Chess Clubs and History

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     There have been many chess clubs throughout the history of the game. About some of these we know a lot of details through books, periodicals and newspapers. About others we know practically nothing.  Even some great clubs have left us bereft of important and interesting details.

     Today opportunities and resourses exist for individuals to report upon not just the present, which most clubs do, but also the past. However, even in this information age, only a handful of chess clubs have indefatigable chroniclers with a strong sense of history.   

     Many clubs give what most term as "a brief history,"  but that isn't quite the same thing. Not all the clubs with such dedicated individuals are old, though some are, but that doesn't detract from the results in the least.

     Here are some of my favorite chess club sites which delve into the chess history of that club and/or area :

The Boylston Chess Club is in Somerville, MA, the birthplace of Harry Nelson Pillsbury and its origins go back into the 1850s.  David Glickman conducts the club's blog which is a potpourri of old and new, making it hard to find anything specific, but each exploration an adventure.

The Kenilworth Chess Club is relatively new, founded in 1972. Michael Goeller runs the always interesting and equally difficult-to-search Kenilworthian Blog.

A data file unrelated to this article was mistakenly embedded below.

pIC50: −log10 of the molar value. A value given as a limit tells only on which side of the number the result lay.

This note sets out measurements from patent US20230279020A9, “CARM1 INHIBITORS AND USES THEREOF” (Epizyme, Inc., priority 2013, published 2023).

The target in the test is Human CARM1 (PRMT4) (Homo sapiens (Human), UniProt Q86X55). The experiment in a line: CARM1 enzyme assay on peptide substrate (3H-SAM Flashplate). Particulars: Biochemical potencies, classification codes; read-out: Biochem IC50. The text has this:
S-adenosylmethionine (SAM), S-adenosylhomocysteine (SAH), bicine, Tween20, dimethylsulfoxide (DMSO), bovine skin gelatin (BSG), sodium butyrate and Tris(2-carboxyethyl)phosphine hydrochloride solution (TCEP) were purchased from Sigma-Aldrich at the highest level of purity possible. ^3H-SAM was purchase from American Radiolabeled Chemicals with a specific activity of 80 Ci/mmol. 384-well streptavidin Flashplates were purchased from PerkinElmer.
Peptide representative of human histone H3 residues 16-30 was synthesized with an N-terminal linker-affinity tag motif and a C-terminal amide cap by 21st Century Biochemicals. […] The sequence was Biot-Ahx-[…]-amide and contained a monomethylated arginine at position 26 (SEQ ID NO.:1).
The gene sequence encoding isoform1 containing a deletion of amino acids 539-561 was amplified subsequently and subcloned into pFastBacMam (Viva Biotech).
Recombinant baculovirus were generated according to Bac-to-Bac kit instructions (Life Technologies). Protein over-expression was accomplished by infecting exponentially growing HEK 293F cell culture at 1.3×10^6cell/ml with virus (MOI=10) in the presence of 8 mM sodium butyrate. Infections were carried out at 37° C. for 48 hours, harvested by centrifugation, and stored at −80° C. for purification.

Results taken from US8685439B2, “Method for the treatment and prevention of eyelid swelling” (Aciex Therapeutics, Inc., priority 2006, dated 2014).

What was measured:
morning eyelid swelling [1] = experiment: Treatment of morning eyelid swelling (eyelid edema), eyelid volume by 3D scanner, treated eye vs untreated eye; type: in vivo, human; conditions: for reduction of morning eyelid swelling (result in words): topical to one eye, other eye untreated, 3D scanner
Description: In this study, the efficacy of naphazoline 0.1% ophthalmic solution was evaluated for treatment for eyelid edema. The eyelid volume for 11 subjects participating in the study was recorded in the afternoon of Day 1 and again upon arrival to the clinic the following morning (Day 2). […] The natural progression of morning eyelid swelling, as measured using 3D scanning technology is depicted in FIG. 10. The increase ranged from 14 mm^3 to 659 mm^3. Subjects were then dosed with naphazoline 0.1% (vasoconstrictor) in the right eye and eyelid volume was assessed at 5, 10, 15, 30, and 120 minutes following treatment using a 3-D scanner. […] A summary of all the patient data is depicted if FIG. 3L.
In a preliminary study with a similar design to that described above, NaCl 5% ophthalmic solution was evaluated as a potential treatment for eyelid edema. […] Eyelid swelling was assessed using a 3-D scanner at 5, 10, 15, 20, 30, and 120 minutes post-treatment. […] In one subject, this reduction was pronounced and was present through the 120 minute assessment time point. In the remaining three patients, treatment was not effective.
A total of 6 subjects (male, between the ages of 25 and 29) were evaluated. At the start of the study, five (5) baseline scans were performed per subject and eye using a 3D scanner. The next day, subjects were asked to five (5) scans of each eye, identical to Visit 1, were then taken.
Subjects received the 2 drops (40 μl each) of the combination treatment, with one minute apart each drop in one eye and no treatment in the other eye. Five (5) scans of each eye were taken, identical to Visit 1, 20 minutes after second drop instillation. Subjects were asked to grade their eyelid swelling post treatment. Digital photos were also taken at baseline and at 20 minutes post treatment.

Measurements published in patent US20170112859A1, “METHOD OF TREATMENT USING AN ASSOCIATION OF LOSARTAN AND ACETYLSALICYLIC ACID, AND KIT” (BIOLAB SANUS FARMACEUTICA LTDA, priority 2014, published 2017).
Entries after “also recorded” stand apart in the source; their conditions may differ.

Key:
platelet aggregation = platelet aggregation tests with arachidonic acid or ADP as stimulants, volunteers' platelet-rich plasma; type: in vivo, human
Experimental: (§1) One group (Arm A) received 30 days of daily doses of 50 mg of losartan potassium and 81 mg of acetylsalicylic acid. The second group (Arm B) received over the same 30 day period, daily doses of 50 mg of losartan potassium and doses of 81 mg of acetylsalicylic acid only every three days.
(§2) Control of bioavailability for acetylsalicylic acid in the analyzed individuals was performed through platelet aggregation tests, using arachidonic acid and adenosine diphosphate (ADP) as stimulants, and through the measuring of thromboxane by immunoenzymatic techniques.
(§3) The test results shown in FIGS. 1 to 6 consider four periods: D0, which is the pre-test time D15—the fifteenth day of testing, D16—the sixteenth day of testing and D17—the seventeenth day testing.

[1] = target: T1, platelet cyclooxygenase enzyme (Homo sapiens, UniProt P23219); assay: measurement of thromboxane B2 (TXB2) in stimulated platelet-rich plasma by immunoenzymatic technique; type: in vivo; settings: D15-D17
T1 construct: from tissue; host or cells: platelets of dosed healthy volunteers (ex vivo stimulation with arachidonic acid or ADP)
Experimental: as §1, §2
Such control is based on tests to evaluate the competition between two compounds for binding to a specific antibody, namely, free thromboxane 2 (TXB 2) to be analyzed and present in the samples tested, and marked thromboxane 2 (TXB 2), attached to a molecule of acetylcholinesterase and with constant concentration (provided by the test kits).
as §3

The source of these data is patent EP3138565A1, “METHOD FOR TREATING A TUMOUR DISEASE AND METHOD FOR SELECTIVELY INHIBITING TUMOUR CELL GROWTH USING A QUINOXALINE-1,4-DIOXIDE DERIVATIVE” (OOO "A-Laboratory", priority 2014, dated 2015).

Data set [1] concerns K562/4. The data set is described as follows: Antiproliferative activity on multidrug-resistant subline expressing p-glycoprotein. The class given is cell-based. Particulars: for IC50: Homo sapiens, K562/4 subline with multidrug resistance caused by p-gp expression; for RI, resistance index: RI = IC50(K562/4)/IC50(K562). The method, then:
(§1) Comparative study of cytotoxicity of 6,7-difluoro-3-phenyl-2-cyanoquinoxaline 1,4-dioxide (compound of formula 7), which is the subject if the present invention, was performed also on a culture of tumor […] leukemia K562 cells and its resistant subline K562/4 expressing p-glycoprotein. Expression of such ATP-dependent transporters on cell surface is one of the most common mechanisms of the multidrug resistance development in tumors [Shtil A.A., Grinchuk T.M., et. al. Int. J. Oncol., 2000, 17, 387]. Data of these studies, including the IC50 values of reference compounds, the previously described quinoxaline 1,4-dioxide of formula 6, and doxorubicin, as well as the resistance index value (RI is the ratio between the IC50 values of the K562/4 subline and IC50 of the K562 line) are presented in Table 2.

The famous Mechanics' Institute Chess Room, the oldest chess club in the US, has a "brief history" written by IM John Donaldson. Fortunately the tireless Kerry Lawless, historian for California Chess and operator of Chess Dryad, also has a lot to say about the Mechanics' Institute's history.

One of my favorite club histories is given by Dwight Weaver of the Memphis Chess Club.  I met Mr. Weaver when he directed me to some information on the Memphis player Rosa Jefferson, whom I was researching.  Luckily for me, I then became aware of his rich work preserving Memphis chess history.

The Streatham & Brixton Chess Club conducts a blog that delves into the history and culture of chess, past and present, mainly in the London area with so many well researched twists and turns, it makes your head spin.

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